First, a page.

moonvoice: (calm - wallaby heart)
[personal profile] moonvoice
The last of a batch of 8 Australian totems,
most of which are Endangered or Critically Endangered.
These guys are all technically Critically Endangered,
though not all have been officially evaluated by the IUCN as of yet.
Some may be gone by then...
Commission information available here.

Western Ground Parrot as Totem
Prints available at DeviantArt

Meanings - Rarity

The element of fire is threatening, the importance of staying grounded as often as possible, being able and reluctant to fly and soar, creating pathways through liminal places, sunrise and sunset, elusive wisdom, shyness, hiding your knowledge from others, rarity, preferring to have a range to choose from, selection is important, appearing inaccessible, camouflage and blending in, the power of the colour green.

General Description:

The western ground parrot is a Critically Endangered parrot found only in a small pocket of Western Australia. With only around 110 remaining (from a known population of about 400), it is one of the world’s rarest birds. They are a distinctive green parrot, with black and brown barring. It spends most of its time on the ground. They inhabit low heathland over deep, white sand. They are found around a high biodiversity of plants, with plenty of sedge. They prefer land that isn’t frequently burnt (preferably land that hasn’t experienced fire for decades, though they will compromise on that front). They consume a wide range of seeds, flower buds, the base of flowers and succulent leaves. They nest on the ground, in a small depression under thick and sometimes prickly vegetation.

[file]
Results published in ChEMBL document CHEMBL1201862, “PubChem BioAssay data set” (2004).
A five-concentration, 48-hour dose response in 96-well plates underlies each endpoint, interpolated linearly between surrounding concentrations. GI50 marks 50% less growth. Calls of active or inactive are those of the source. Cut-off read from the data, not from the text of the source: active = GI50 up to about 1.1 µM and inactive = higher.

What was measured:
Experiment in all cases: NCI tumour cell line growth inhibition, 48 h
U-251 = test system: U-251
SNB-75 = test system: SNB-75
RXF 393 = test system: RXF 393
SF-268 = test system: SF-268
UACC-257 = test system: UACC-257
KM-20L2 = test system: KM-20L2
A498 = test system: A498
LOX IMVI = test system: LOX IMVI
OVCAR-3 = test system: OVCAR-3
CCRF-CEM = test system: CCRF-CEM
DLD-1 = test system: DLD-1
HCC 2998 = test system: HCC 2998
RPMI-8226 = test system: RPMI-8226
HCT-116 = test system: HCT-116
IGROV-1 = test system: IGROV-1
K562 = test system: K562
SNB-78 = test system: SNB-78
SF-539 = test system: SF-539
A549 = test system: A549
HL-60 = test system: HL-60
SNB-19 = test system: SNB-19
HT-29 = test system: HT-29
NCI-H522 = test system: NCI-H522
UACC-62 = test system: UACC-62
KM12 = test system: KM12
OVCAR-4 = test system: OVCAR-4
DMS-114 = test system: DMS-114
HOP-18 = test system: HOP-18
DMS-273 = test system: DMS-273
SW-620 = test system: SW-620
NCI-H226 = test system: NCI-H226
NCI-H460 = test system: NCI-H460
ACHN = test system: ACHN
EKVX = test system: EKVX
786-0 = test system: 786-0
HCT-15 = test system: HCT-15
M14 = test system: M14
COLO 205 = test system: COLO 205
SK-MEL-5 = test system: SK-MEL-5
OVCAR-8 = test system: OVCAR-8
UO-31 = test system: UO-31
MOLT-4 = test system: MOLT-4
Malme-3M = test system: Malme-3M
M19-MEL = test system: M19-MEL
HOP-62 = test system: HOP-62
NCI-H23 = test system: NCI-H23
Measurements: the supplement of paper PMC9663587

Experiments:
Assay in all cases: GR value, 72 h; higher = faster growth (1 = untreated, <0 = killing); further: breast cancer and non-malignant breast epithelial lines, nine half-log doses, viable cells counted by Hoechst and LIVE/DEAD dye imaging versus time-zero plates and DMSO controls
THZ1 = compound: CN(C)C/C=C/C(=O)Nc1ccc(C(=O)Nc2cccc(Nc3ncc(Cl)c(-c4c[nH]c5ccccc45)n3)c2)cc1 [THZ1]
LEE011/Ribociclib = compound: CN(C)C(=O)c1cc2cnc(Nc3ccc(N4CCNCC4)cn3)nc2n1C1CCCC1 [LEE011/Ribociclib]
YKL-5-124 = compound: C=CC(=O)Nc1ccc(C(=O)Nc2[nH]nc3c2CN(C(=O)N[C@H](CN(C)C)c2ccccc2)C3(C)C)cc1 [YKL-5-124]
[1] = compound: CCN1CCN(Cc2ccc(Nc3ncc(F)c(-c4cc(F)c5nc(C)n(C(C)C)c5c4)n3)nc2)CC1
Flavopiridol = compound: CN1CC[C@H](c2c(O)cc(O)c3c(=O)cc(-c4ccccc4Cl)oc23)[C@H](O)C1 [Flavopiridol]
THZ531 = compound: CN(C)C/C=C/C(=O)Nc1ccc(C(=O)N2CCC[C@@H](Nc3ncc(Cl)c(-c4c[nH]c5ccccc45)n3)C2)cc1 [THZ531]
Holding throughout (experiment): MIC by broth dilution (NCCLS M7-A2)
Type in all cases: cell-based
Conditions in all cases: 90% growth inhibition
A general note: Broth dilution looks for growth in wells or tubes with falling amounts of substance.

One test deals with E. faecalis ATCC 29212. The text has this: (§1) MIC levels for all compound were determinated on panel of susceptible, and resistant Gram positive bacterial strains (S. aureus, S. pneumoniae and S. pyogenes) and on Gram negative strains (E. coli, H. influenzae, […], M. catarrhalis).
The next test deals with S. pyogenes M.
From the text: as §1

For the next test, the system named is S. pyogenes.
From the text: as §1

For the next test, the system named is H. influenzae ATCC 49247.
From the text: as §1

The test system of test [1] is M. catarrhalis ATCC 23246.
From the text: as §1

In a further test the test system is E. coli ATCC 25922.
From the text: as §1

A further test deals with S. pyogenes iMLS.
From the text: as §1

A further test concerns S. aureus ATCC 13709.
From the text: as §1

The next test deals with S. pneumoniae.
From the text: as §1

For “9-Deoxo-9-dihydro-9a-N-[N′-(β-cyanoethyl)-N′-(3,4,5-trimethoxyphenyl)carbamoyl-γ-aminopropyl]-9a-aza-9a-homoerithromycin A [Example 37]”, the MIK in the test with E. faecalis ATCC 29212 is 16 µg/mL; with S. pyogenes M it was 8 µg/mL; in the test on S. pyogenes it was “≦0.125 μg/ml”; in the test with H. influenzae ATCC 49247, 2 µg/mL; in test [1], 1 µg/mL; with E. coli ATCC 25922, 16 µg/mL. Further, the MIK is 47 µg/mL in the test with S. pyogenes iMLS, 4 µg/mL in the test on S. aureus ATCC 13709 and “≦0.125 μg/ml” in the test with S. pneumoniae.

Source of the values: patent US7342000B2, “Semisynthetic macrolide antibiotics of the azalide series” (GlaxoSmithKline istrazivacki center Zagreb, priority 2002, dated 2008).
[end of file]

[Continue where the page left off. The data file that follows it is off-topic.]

They were described as a separate species to the Eastern ground parrot in 2010. The first photo was taken in 2004. They feed alone or with a single other bird. They do not often call or fly during the day. When startled, they will fly low in a zigzag pattern and land 100 metres or so away. They prefer to stay hidden in low vegetation and their plumage is excellent camouflage. They are most vocal at sunrise and sunset. It has a cryptic nature, and has not been well-studied. They are primarily threatened by feral animals like foxes and cats. They are seriously threatened by the possibility of bushfires. Their plants are threatened by the dieback fungus.